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November 14th, 2007
New Mount Pleasant Installations Highlight Fine Craftsmanship of 1770s Philadelphia

Three new installations in Fairmount Park’s remarkable historic mansion, Mount Pleasant, are opening visitors’ eyes to little-known aspects of Philadelphia’s past. The newly furnished rooms focus on Lifestyle, Craftsmanship and Biography, providing useful contexts for the stunning house John Adams once described as “the most elegant seat in Pennsylvania.” Through 18 objects and nearby text panels, visitors to Mount Pleasant will gain a broad understanding of the mansion’s creators and early inhabitants, and of everyday life in Philadelphia during the second half of the 18th century.

In the mansion’s second-story drawing room, the Craftsmanship installation explores the work of Martin Jugiez, the master carver who is credited with the elaborate wood carving in Mount Pleasant’s dining room, second-story hall and drawing room. The room is a fitting tribute to Jugiez’s talent, featuring the most detailed and intricate of his decorative woodwork in Mount Pleasant, as well a high chest attributed to his hand. Though Jugiez’s birth date and country of origin are unknown, it is clear that he rose to prominence while in Philadelphia, frequently working with partner Nicholas Bernard. His style is distinct and easily recognizable, often featuring C-scrolls, flowers, leaves and buds. In addition to their appearance throughout the mansion, these touches are also apparent in Jugiez’s works on display in the Museum, including a side table (1765) and high chest (1765-75) he created with Bernard, both of which are on display in the Museum’s first floor Flammer Gallery (gallery 102). “It was a wonderful coincidence that the Museum administers a historic house containing the most opulent residential carving by Martin Jugiez as well as the piece of furniture that most directly reflects the design ideas of the drawing room chimneypiece in Mount Pleasant,” said Christopher Storb, Project Conservator for Furniture and Woodwork. “There are many parallels between the underlying design structure of the high chest and the chimneypiece in the drawing room that visitors can explore.”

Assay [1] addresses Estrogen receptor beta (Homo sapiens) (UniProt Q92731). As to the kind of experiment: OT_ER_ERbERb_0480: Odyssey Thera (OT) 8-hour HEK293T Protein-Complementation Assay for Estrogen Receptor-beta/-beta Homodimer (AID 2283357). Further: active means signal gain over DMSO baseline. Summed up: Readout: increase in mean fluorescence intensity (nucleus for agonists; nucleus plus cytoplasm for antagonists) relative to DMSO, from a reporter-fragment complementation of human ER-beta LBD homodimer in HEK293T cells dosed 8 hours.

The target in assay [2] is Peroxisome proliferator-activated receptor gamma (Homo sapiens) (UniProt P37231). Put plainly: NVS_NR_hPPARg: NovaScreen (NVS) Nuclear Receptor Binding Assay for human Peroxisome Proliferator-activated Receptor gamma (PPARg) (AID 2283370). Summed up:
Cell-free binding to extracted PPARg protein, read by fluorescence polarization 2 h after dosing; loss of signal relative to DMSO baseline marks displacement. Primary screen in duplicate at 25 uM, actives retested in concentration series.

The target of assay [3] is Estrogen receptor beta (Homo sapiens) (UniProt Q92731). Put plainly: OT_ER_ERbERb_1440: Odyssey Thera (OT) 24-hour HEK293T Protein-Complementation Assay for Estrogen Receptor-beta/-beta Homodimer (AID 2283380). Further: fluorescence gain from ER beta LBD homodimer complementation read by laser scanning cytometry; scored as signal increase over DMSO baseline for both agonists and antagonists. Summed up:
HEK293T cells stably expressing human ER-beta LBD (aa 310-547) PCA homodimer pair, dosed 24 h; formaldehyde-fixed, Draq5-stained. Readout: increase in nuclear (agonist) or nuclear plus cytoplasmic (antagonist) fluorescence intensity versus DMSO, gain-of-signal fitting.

Mount Pleasant’s Lifestyle installation presents an 18th- century bedroom, featuring a highchest, dressing table and cradle from the PMA’s collection. Additionally, a mahogany bed frame or “bedstead” on loan from The Dietrich Foundation has been dressed with new reproduction, hand-stitched bedhangings. Although these items did not necessarily belong to Mount Pleasant’s original inhabitants, they are typical of 18th-century upper-class homes around Philadelphia, and provide a valuable history lesson on 18th-century living.

The Biography installation is housed in what was likely the office or back parlor on the mansion’s main floor. The room is a tribute to the house’s original owner, Scottish ship captain John Macpherson, and his family. Historical documents reveal that Macpherson was a true product of the “Age of Reason” and “Age of Enlightenment,” and owned a telescope and two globes. These items, along with a science-oriented cabinet of curiosities, fall-front mahogany desk and portraits of Macpherson’s sons, Robert Hector and John Montgomery, and his second wife, Mary Ann Macneal, are all on view in the office.

Following a major, award-winning roof restoration project, Mount Pleasant reopened in 2006 completely unfurnished, allowing visitors unfettered access to the historic home’s rooms, breathtaking views and extraordinary woodwork. “The new installations include furniture and objects so that visitors can experience the social and artistic context of Mount Pleasant’s construction, but still have the opportunity to walk freely through the space,” said Justina Barrett, the Museum Educator for American Art who worked with a team of the Museum’s educators, conservators and American Art curators to organize the new installations.

About Mount Pleasant

Mount Pleasant is one of two historic houses administered by the Philadelphia Museum of Art and owned by Fairmount Park. It was constructed between 1762 and 1765 by Scottish ship captain John Macpherson and his first wife, Margaret, who employed Thomas Nevell as their builder-architect. The National Historic Landmark building is located on Mount Pleasant Drive in Fairmount Park East. The historic house’s interpretive programs are supported by The Henry Luce Foundation, Inc.; The Getty Foundation; Heritage Philadelphia Program, a program of the Philadelphia Center for Arts and Heritage, funded by The Pew Charitable Trusts and administered by the University of the Arts; the Americana Foundation; and PKG Foundation.

Mount Pleasant is open Tuesdays through Sundays from 10 a.m. to 5 p.m. for drop-in visits as well as scheduled group and school tours. Admission is $5 for adults, $3 for seniors and $2 for children ages 6-12.

About Yuletide Tours

Mount Pleasant participates in Fairmount Park’s annual Yuletide Tours, which run from Wednesday, November 28 through Sunday, December 2. This year, Mount Pleasant presents A Season For Feasting, showcasing the feasts of roast pigs, oysters, candied fruits and other decadent items some colonial homes enjoyed during the holiday season. For more information, please contact the Coordinator of Park House Guides by phone at (215) 684-7926.

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